One of the few constants during my journey to become a developer has been the Atlanta chapter of Women Who Code; they hosted my first Meetup, my first hackathon and, as of last week with We RISE Women in Tech, my first conference as a junior developer.
To say the atmosphere was game-changing might be an understatement. The encouragement, the hope, the genuine connections made… I could go on, but the entire time I couldn’t help but think of how all the positivity and support could revitalize, could mean so much to women who have spent the past months or years fighting any toxic culture they might be experiencing. We RISE was ultimately a preview of what I imagine the future of tech will be: what it will look like, what it will feel like and what it will accomplish.
What Tech Will Look Like
“In what other industry is it OK to make mistakes?” Kim Crayton posed that change of perspective to us all during the keynote diversity panel. And importantly this was just one of many moments where failure was discussed frankly by a speaker. Mistakes are more easily accepted, but that doesn’t mean they don’t hit you personally. Talking about the inevitability of failure formed one of the most basic connections folks can make, the feeling that you aren’t alone or strange, or the only person who’s gone through hard times. That feeling extended to just about every concept and lived experience that was shared.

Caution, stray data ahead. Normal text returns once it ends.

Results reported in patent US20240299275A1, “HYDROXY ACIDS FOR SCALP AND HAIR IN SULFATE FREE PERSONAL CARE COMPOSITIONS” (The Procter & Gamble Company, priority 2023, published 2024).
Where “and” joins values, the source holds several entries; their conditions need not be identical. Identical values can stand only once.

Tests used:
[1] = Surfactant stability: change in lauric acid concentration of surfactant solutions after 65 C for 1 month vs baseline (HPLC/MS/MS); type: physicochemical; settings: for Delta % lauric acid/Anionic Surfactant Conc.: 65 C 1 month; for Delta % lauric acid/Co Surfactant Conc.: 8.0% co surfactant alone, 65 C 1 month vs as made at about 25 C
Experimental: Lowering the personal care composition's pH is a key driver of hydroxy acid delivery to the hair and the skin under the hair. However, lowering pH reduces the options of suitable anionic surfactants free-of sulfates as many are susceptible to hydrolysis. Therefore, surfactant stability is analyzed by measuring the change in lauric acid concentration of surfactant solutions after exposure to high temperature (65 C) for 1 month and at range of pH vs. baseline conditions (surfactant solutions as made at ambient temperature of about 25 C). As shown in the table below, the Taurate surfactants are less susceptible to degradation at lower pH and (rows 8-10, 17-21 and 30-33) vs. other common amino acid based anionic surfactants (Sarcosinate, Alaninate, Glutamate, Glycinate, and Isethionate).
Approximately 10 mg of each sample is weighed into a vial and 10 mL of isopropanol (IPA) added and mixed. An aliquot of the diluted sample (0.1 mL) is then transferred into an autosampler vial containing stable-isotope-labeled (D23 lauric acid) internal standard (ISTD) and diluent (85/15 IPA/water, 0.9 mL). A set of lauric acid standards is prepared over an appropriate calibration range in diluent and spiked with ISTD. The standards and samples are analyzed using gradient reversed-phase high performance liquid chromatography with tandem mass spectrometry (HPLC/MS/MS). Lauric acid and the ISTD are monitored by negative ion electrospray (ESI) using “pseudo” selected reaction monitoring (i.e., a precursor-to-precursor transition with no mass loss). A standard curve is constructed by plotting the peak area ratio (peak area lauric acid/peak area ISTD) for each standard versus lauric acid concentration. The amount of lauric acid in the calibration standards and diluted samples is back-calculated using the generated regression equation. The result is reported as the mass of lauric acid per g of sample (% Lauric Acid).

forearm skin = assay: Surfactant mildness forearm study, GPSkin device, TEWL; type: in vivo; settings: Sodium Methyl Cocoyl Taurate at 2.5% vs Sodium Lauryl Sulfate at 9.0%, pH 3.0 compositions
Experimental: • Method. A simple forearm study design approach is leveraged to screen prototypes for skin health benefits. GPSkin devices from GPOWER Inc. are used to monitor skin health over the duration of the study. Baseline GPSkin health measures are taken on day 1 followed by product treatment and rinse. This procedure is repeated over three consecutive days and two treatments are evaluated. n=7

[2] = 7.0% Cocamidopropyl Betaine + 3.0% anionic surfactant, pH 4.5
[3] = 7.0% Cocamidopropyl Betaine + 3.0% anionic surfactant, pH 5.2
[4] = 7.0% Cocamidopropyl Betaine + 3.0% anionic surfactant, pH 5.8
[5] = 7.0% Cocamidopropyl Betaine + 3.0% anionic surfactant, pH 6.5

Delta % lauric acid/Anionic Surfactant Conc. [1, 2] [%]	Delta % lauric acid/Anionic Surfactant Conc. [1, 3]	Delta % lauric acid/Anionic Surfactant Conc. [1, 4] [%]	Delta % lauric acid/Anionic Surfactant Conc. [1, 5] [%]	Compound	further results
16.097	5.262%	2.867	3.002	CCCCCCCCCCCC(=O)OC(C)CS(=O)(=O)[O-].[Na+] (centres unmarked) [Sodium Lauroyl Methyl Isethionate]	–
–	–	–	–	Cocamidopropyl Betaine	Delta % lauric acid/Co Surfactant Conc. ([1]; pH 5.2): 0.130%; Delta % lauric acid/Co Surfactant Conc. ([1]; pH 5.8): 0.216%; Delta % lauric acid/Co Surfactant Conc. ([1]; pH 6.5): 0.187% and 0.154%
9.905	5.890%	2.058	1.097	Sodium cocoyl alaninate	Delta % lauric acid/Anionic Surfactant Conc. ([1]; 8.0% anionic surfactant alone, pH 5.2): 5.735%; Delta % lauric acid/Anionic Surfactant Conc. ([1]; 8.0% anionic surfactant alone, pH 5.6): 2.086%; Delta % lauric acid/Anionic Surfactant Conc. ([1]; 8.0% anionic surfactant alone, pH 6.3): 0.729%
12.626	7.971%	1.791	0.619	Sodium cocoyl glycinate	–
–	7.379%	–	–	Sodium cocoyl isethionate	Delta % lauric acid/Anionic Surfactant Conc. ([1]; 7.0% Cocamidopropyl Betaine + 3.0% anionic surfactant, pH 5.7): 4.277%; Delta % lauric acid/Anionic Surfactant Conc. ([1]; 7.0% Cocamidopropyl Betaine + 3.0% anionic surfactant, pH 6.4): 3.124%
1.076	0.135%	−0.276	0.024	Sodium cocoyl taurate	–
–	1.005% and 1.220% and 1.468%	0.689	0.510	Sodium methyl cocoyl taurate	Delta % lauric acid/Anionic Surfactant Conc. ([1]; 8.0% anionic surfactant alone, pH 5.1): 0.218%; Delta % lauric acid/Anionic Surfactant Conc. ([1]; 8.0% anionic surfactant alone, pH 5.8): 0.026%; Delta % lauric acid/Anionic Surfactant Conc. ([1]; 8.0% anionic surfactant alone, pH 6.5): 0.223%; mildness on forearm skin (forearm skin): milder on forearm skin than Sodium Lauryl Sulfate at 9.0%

Can you imagine how much we could get done if failure was just a little less disruptive?
The sure method to keep resiliency is through a support group; the friends, mentors, and adamant supporters that prove no women is an island. Someday soon women won’t have to sell each other out, and even better, will never feel the need to. We were all charged with putting “sisterhood into practice”, noticing how it was practiced during our two days and later replicating what worked.
I’ve honestly never encountered a more welcoming environment; as someone who can only make it to Atlanta once in a blue moon, it was really special to be recognized and greeted with hugs. There was continuous encouragement and reflection, the kind anybody needs to grow, either in person or on social media. There ideas were deployed in that agile way, like making sure the bathrooms were gender neutral and helping out a mother who brought her baby. Finding a way to replicate great environments, both inside and outside of the workplace, is how we’ll make the great teams of the future.